Cons of Portfolio Lending

There are a few cons of portfolio lending that you will want to consider before you commit to signing a contract. As mentioned earlier, these loans may come with higher interest rates than a traditional loan.

This is because portfolio lenders offer a more comprehensive range of products, and they need to mitigate their risk. Borrowers with subprime credit and high debt to income ratios typically have higher interest.

Fewer Consumer Protections

As mentioned earlier, a few portfolio lenders offer unfavorable loan terms to their borrowers. One of the most significant benefits of receiving a traditional loan is the built-in protections created for borrowers.

When a lender follows the criteria set out by the government, it protects the borrower from obtaining a loan they cannot afford. Loans that do not follow these guidelines may have fewer protections. It is always best to review your contract and ask any questions or concerns you have to make sure that you understand what you sign.

Portfolio Loan Costs

Portfolio loans are fantastic financial vehicles to use because they allow you to purchase a home before the home prices increase. As you now know, these loans come with higher closing costs and interest rates, but there is no need to worry about those additional costs. You have the opportunity to refinance your portfolio loan into a traditional mortgage once you can improve your financial situation.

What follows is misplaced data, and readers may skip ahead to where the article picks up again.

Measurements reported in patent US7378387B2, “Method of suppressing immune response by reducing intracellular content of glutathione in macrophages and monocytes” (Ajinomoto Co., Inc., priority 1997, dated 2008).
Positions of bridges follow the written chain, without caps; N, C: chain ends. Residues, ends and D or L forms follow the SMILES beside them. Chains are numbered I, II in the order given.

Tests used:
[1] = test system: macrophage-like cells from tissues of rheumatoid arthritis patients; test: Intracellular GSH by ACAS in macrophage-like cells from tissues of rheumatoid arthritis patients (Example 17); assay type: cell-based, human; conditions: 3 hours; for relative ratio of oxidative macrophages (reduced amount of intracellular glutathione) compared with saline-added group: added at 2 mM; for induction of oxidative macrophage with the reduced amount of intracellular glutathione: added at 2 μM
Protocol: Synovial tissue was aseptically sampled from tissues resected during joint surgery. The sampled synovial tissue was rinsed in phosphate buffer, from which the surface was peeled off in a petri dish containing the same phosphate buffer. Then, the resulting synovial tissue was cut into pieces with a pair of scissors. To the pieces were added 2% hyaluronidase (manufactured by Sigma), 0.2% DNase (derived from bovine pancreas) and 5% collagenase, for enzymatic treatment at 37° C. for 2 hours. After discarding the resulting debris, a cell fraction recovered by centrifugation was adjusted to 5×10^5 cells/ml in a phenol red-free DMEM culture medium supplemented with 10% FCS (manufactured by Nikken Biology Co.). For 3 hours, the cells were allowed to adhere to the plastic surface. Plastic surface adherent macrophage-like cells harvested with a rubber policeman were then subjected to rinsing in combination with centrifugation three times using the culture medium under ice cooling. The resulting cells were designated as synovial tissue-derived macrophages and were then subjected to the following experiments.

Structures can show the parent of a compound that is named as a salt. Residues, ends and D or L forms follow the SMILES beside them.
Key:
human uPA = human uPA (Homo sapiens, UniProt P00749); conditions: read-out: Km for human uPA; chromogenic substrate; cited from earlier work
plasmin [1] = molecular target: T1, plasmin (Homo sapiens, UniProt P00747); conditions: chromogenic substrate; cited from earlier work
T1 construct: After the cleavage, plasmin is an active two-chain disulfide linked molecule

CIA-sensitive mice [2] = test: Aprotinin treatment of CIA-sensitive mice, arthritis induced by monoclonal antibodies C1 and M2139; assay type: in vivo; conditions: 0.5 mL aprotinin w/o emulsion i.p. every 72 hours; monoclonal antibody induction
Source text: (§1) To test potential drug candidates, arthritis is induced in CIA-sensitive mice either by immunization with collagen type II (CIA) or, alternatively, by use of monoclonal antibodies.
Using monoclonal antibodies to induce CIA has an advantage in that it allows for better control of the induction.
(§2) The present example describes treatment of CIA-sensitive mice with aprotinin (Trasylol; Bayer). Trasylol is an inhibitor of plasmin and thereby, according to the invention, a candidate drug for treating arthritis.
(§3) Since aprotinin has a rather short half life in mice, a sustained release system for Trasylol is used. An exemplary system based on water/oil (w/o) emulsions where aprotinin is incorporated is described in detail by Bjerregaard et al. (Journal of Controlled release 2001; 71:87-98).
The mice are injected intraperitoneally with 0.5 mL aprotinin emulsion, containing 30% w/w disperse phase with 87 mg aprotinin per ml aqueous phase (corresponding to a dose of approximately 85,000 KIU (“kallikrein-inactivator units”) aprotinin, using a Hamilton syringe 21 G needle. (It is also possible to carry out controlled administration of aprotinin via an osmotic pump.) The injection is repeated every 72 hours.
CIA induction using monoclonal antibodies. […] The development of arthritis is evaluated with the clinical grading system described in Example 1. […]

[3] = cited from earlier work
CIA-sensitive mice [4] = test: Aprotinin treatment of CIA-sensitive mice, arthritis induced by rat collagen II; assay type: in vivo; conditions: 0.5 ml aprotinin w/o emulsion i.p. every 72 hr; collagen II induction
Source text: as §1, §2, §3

Upfront portfolio loan costs:

  • Origination fees
  • Down payment
  • Closing costs

Please also note that portfolio loans typically have a release clause. For example, if you have secured a 30 Year Fixed Rate portfolio loan and want to sell one of the properties, you would be subject to release pricing. This is typically 120% of the loan amount for that specific property.

If you had 10 properties and a $1,000,000 loan, you could assign each property a loan size of approximately $100,000 each. When you sell this property, you would have to payoff $120,000. The additional $20,000 would be applied to the remaining mortgage.

For example, the original loan size was $1,000,000. You sell one property and the new loan amount would be $1,000,000 less $120,000 which is $880,000.

How to Choose a Portfolio Lender